The influence of the ancient Roman civilization can still be seen in our society today. Here are some highlights.
Romans borrowed what they knew from the Greeks and then made it their own. They used columns, curved roofs, and large-scale arches in their construction to bear more weight and to increase the size of the structures they were able to build. By doing so, they were able to build increasingly large bridges and aqueducts, improving travel and transportation.
They were also able to use this knowledge to build large places for people to gather for entertainment, such as the Colosseum. This oval shape with tiered seating still exists in many sporting arenas today because it is capable of housing many people effectively.
The Romans figured out how to use volcanic ash and rock to create cement, which was remarkably strong in construction. They also determined that, when it was submerged underwater, the concrete would become incredibly strong; the seawater reacted with the volcanic ash to create crystals, filling in any cracks in the concrete. This, again, helped create bridges and other structures that improved travel in ancient Roman civilizations.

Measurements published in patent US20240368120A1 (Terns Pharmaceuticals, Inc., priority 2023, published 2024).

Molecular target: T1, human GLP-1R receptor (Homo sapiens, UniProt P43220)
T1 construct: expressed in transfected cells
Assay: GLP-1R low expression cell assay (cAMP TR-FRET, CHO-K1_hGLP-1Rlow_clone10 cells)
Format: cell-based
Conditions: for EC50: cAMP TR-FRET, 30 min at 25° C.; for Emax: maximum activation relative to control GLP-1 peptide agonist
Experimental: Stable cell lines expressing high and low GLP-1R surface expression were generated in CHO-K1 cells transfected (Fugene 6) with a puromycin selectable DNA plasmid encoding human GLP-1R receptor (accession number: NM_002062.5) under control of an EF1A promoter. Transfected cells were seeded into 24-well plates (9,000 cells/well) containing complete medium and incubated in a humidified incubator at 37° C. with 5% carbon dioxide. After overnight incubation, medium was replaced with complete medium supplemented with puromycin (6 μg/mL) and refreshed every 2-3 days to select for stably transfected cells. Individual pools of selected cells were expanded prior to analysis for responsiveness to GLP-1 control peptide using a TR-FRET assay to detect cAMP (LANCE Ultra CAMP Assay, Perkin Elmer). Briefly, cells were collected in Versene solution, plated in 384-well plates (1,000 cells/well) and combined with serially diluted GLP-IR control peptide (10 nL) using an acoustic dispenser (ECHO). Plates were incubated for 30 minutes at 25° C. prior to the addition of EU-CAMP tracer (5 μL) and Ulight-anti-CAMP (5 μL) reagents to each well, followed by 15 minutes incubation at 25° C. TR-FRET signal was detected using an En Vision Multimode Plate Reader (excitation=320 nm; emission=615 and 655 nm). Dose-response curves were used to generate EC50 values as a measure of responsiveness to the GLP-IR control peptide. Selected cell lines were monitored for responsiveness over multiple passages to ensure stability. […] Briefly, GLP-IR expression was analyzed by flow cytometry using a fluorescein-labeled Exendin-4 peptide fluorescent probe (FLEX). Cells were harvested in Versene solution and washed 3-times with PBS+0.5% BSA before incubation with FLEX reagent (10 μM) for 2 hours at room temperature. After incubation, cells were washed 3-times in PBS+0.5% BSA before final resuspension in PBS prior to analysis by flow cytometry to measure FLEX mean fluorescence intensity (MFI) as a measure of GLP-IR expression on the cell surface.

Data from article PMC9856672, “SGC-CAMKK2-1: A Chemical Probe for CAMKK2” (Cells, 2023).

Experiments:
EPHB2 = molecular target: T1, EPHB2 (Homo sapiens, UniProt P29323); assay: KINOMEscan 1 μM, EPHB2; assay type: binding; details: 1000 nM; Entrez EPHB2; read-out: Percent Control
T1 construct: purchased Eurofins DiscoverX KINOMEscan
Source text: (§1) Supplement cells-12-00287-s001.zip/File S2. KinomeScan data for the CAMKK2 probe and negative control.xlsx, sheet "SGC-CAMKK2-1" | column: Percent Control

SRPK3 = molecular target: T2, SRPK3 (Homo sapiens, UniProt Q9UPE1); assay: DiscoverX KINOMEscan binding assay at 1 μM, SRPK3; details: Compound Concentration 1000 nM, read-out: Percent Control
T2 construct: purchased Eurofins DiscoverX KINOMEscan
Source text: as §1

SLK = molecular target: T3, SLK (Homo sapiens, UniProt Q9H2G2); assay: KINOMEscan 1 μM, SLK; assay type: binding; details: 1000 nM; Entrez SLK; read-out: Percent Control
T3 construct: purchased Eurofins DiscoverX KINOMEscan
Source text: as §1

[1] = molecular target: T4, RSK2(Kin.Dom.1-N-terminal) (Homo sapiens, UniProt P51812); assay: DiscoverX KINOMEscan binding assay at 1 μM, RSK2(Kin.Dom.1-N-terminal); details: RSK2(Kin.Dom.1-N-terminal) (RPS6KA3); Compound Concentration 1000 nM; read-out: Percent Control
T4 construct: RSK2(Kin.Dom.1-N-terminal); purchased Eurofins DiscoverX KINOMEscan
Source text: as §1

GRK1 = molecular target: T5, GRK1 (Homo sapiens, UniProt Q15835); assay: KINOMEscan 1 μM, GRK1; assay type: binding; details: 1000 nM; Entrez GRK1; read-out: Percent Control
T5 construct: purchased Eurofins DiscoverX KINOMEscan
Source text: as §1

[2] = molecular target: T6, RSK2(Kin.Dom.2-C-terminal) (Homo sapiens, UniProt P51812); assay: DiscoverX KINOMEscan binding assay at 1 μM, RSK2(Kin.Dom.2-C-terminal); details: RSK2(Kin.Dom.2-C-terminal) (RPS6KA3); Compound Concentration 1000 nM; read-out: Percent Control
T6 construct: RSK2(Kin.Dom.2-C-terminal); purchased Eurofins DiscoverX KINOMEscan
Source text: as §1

The ancient Romans constructed over 74,000 miles of roads by first laying down gravel and then paving them with huge rock slabs. Because it was so expansive, the saying emerged that "All roads lead to Rome." An ability to move people efficiently from one place to another not only helped trade but also strengthened Rome's military presence.
Techniques developed by the ancient Romans are still used by farmers today: crop rotation, pruning, seed selection, and the use of manure as fertilizer. They also learned to use mills to process grains, which greatly improved the efficiency of the harvest.
In the ancient Roman justice system, citizens accused of crimes were first taken to a preliminary hearing. If enough evidence of a crime was presented, a high-ranking Roman citizen would try the case, and witnesses and evidence would be evaluated. Roman laws became the foundation of many of the world's current legal practices because they were effective in examining crime from the least-biased lens possible.
. . . and Beyond
The Romans were certainly world leaders in many other areas—including art, language, and poetry—and the influence of their contributions still permeates the world today.